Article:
This morning brought big news for everyone in fashion PR: Cathy Horyn will step down as The New York Times‘ chief fashion critic after more than 15 years in the position, effective immediately.
As Capital New York reports, Horyn “occupied one of the fashion industry’s true critical pulpits” but was not always a favorite among the design community due to her propensity for brutal honesty in reviewing designers’ newest collections and personal comments about designers themselves; Giorgio Armani and Yves Saint Laurent famously banned her from their shows.
On a somber note, the given reason for this last-minute announcement is the illness of Horyn’s partner, former Liz Claiborne executive Art Ortenberg.
Notes from the memo just released by Times executive editor Jill Abramson and styles editor Stuart Emmrich after the jump:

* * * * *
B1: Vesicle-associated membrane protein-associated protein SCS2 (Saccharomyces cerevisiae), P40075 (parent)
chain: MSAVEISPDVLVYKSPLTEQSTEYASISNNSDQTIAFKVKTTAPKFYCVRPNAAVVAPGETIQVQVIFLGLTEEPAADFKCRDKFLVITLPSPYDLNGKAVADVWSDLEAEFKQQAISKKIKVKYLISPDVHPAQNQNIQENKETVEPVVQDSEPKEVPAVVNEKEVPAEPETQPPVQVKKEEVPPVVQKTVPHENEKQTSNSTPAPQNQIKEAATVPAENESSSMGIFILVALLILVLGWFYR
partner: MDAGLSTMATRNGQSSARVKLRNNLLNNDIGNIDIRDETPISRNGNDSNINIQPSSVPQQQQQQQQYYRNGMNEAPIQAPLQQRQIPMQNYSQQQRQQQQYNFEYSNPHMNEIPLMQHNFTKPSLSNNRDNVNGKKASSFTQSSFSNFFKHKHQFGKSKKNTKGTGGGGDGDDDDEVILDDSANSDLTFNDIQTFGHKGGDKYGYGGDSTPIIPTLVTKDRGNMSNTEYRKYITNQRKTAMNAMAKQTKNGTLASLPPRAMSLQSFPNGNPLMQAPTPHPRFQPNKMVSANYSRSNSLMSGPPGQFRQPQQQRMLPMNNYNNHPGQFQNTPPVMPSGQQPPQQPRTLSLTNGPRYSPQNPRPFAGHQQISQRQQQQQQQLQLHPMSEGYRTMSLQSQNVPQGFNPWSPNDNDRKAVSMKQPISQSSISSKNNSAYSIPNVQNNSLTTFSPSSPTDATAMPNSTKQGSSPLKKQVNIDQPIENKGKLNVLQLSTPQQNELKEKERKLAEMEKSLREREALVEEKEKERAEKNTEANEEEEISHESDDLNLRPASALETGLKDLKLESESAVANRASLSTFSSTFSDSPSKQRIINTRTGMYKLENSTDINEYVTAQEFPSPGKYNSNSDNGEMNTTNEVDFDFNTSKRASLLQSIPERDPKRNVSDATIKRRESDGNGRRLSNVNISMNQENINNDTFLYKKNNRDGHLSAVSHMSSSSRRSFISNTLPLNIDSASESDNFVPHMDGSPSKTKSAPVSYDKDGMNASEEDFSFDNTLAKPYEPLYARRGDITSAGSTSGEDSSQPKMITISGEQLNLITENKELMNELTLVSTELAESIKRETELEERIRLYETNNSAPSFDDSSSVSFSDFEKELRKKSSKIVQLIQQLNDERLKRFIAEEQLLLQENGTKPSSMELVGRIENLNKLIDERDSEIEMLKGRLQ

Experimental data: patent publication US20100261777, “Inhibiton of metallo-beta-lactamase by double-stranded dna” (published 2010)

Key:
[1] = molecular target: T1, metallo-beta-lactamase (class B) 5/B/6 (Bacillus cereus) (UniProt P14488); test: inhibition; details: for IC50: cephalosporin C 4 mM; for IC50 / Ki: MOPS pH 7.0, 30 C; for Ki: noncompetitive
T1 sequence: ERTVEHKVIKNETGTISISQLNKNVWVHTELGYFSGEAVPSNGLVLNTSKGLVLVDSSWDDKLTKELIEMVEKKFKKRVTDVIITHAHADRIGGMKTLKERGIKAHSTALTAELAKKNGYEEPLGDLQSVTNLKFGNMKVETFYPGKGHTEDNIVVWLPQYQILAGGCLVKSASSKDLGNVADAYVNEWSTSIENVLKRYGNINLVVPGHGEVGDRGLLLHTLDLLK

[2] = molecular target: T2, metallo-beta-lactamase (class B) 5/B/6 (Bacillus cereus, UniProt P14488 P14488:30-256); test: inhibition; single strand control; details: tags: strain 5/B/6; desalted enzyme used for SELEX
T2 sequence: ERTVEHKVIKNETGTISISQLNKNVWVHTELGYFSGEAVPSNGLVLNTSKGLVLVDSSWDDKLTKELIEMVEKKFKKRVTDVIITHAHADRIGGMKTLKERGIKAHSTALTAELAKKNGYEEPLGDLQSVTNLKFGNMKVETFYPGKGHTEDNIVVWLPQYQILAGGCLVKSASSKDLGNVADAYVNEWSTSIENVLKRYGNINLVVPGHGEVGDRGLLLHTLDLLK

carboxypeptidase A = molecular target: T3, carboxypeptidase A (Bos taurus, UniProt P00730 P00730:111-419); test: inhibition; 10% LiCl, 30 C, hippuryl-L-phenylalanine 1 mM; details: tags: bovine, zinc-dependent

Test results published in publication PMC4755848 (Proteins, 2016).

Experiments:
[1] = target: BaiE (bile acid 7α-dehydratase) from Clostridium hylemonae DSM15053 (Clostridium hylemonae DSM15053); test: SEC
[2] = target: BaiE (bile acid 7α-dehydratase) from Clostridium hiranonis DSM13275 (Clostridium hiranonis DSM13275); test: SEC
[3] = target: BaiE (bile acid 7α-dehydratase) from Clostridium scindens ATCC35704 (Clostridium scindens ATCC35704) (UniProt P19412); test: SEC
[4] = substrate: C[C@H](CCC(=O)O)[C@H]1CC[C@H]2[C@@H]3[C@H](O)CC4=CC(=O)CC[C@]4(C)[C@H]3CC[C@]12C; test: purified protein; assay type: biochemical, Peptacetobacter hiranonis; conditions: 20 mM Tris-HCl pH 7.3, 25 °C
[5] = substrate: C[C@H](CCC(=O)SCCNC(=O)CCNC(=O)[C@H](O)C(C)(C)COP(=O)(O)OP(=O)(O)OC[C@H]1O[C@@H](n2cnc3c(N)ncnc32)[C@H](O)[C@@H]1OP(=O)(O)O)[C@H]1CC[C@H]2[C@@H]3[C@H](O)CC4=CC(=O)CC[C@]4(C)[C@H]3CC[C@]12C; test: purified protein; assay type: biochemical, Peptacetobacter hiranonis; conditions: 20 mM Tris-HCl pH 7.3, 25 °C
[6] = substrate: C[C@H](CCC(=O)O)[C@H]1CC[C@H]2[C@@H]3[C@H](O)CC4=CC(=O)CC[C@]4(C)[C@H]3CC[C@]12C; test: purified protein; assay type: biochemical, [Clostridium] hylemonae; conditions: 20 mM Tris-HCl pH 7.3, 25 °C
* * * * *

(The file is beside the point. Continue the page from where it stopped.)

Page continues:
“It is with both deep sadness over her departure and immense gratitude for the legacy she leaves behind that we announce that Cathy Horyn, the paper’s chief fashion critic since 1999, is leaving The Times.
How do we measure the impact that Cathy has made at The Times? Is it in the 1,123 bylined pieces she has written in the past 15 years? The promising designers she discovered, the unoriginal ones she dismissed, the talents that she celebrated in ways that illuminated their creative process for a readership that ranged from the executive offices of LVMH to the bargain shoppers at Barneys Warehouse?
Cathy will be sorely missed by all of us in Styles and by the paper as a whole.”
She will not be sorely missed by many in the fashion world, but we have little doubt that everyone will be watching very closely to see who replaces her.